While very much part of a larger whole (there are numerous references to events that occurred in the first part of the trilogy), The Girl Who Played with Fire stands alone as a highly enjoyable, if not always smooth - and often disquieting - mixture of classic crime tropes, searing violence, and vivid characterization. Dafydd Phillips
Mikael Blomkvist, crusading journalist and publisher of the magazine Millennium, has decided to publish a story exposing an extensive sex trafficking operation between Eastern Europe and Sweden, implicating well-known and highly placed members of Swedish society, business, and government.
On the eve of publication, the two reporters responsible for the story are brutally murdered. But perhaps more shocking for Blomkvist: the fingerprints found on the murder weapon belong to Lisbeth Salander.
Now, as Blomkvist, alone in his belief in her innocence, plunges into his own investigation of the slayings, Salander is drawn into a murderous hunt in which she is the prey, and which compels her to revisit her dark past in an effort to settle with it once and for all.
Listen to the rest of The Millennium Trilogy.
©2009 Stieg Larsson; (P)2009 Random House
“Boasts an intricate, puzzle-like story line . . . even as it accelerates toward its startling and violent conclusion.” (Michiko Kakutani, The New York Times)
“[A] gripping, stay-up-all-night read.” (Entertainment Weekly)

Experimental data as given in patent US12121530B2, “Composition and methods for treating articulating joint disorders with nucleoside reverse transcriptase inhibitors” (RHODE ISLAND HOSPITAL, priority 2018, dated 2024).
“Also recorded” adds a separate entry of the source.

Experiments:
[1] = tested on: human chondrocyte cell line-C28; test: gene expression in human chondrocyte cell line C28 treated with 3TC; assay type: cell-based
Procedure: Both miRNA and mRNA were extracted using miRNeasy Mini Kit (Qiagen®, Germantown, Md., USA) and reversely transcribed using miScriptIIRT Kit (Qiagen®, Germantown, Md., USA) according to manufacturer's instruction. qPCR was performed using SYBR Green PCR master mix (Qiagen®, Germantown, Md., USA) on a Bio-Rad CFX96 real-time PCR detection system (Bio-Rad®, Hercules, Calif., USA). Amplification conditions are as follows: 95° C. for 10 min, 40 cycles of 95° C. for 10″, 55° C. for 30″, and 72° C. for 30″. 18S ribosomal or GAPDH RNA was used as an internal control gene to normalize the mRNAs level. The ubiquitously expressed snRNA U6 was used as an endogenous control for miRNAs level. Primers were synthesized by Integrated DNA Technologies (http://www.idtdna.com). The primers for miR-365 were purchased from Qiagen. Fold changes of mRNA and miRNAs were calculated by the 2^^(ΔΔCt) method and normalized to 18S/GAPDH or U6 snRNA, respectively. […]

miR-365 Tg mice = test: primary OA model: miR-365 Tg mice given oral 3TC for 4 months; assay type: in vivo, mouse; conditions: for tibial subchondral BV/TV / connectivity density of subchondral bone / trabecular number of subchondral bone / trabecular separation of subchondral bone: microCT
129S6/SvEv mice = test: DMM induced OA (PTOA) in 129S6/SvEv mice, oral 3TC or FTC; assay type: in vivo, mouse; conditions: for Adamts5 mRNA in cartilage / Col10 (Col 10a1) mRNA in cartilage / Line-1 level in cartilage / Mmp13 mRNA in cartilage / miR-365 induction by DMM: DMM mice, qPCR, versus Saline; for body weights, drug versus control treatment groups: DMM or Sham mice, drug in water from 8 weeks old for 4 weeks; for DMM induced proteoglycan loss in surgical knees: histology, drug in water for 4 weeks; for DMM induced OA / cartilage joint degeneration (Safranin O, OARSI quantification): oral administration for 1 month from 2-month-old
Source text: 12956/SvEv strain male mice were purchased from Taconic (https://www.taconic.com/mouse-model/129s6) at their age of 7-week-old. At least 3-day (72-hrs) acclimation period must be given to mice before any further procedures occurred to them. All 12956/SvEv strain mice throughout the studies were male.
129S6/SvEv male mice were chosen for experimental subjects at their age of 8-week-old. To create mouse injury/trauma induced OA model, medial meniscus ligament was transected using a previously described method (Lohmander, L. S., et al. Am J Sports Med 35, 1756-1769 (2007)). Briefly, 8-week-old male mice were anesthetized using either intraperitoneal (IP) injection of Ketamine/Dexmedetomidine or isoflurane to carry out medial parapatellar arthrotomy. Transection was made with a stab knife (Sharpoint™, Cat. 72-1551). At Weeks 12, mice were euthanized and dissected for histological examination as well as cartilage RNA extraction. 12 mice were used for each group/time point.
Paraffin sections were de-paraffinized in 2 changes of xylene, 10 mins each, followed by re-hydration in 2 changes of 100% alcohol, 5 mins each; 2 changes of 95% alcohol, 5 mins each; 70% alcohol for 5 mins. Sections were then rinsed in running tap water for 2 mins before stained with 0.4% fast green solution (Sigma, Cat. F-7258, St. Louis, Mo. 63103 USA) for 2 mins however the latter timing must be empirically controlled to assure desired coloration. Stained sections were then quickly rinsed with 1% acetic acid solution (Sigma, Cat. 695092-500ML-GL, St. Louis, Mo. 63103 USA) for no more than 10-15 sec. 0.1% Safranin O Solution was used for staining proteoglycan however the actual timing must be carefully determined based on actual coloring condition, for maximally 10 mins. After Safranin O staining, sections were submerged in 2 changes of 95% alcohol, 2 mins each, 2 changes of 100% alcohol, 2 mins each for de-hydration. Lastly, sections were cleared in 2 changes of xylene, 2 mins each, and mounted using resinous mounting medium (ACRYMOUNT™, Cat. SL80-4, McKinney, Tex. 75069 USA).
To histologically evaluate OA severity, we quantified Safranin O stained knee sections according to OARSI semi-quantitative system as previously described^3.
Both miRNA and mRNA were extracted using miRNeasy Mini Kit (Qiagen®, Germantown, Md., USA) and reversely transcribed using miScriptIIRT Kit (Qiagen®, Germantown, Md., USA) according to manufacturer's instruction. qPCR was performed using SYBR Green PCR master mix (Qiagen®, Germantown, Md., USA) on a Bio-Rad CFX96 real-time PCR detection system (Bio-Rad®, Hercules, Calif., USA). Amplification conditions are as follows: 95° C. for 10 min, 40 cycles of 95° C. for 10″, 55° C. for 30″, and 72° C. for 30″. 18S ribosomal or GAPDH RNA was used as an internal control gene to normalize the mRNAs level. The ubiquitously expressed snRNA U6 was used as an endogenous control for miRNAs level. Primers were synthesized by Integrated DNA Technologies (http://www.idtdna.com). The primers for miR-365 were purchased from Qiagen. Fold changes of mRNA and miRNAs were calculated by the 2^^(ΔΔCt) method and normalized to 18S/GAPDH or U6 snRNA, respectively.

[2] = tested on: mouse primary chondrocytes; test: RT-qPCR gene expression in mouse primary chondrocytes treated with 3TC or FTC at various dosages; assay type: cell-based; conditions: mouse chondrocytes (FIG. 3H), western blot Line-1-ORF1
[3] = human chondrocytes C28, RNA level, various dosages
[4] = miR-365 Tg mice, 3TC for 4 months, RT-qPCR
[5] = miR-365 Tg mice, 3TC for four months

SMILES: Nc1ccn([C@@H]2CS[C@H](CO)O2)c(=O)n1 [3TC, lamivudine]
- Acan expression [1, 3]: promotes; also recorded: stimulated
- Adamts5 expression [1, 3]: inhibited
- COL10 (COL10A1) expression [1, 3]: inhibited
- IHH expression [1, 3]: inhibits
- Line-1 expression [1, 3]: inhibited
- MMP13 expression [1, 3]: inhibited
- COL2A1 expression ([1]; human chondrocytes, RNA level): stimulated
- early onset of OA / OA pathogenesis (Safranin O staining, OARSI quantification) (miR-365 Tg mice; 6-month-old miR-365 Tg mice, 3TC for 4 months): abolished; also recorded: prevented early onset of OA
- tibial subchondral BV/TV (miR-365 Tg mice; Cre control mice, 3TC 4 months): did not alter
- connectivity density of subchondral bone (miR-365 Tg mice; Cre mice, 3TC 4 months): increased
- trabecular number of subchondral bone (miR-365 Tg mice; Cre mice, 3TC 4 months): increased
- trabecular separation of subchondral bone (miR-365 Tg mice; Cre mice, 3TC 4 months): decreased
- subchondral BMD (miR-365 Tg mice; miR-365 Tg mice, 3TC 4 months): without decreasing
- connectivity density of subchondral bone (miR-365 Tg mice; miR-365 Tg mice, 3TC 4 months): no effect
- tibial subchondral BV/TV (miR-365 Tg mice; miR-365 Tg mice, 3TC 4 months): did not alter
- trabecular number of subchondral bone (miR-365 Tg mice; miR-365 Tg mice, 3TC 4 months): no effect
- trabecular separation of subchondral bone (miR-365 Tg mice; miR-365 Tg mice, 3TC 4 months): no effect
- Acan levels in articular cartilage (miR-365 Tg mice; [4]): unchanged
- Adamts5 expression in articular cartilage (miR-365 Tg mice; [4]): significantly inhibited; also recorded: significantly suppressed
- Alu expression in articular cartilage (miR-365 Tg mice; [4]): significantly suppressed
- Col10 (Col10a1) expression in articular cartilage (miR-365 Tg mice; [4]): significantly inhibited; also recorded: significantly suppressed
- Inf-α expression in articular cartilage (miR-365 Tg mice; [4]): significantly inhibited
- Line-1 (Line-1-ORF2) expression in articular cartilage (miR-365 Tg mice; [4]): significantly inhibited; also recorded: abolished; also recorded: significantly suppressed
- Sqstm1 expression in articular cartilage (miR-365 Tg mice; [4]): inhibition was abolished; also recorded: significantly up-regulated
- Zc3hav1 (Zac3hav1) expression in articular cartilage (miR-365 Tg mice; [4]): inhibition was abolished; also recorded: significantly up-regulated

“Gripping stuff. . . . A nail-biting tale of murder and cover-ups.” (People)
I am rather new in this genre, but I find that Larsson is a master storyteller. Indeed, the story starts a bit slow, with background info and descriptions of the people involved without nothing really striking happening, but this works well to build the scaffold of the story, and once this is ready it shoots out like a rocket. I could not stop listening to the third part and heard it in one single sit (into an untimely hour). Kudos for Larsson.
Simon Vance delivers a decent job, he is not my favourite reader, but he never bothered me or distracted my attention from the story, so I take him as successful.
The very end of the book is one of the best closures I have read.
All in all, full marks for this audiobook.
While I really enjoyed the first book, this second takes all the first book's strengths and eliminates the weaknesses to create a true "page turner!"
As with the first book, characters are fascinating and very well developed but I just find this story more interesting than the first and there isn't so much boring background. Where the first book spent time going into the history of companies and families, this book is much more direct and, in turn, interesting. I still feel the first book was a solid 4 star book but this one is worthy of a 5 star rating.